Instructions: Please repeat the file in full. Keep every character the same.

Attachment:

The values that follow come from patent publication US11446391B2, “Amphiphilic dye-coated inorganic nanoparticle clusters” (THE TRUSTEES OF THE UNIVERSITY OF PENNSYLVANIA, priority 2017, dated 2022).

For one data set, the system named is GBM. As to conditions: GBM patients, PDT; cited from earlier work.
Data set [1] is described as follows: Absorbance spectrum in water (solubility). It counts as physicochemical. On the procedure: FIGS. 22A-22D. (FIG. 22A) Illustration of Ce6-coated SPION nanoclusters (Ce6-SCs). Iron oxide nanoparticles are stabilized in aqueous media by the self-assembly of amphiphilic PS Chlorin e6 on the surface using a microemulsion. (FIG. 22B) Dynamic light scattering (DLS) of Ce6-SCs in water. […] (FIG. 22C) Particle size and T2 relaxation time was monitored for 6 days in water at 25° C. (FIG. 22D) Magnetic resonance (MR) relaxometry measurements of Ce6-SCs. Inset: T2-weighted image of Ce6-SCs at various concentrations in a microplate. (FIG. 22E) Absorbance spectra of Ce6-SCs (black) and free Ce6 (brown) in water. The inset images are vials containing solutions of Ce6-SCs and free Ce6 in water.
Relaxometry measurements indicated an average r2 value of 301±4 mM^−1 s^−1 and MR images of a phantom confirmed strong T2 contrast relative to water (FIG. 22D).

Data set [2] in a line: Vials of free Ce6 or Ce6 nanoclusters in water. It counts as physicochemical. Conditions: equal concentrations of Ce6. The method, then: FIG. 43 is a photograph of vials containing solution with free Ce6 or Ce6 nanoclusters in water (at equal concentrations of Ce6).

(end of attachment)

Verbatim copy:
The values that follow come from patent publication US11446391B2, “Amphiphilic dye-coated inorganic nanoparticle clusters” (THE TRUSTEES OF THE UNIVERSITY OF PENNSYLVANIA, priority 2017, dated 2022).

For one data set, the system named is GBM. As to conditions: GBM patients, PDT; cited from earlier work.
Data set [1] is described as follows: Absorbance spectrum in water (solubility). It counts as physicochemical. On the procedure: FIGS. 22A-22D. (FIG. 22A) Illustration of Ce6-coated SPION nanoclusters (Ce6-SCs). Iron oxide nanoparticles are stabilized in aqueous media by the self-assembly of amphiphilic PS Chlorin e6 on the surface using a microemulsion. (FIG. 22B) Dynamic light scattering (DLS) of Ce6-SCs in water. […] (FIG. 22C) Particle size and T2 relaxation time was monitored for 6 days in water at 25° C. (FIG. 22D) Magnetic resonance (MR) relaxometry measurements of Ce6-SCs. Inset: T2-weighted image of Ce6-SCs at various concentrations in a microplate. (FIG. 22E) Absorbance spectra of Ce6-SCs (black) and free Ce6 (brown) in water. The inset images are vials containing solutions of Ce6-SCs and free Ce6 in water.
Relaxometry measurements indicated an average r2 value of 301±4 mM^−1 s^−1 and MR images of a phantom confirmed strong T2 contrast relative to water (FIG. 22D).

Data set [2] in a line: Vials of free Ce6 or Ce6 nanoclusters in water. It counts as physicochemical. Conditions: equal concentrations of Ce6. The method, then: FIG. 43 is a photograph of vials containing solution with free Ce6 or Ce6 nanoclusters in water (at equal concentrations of Ce6).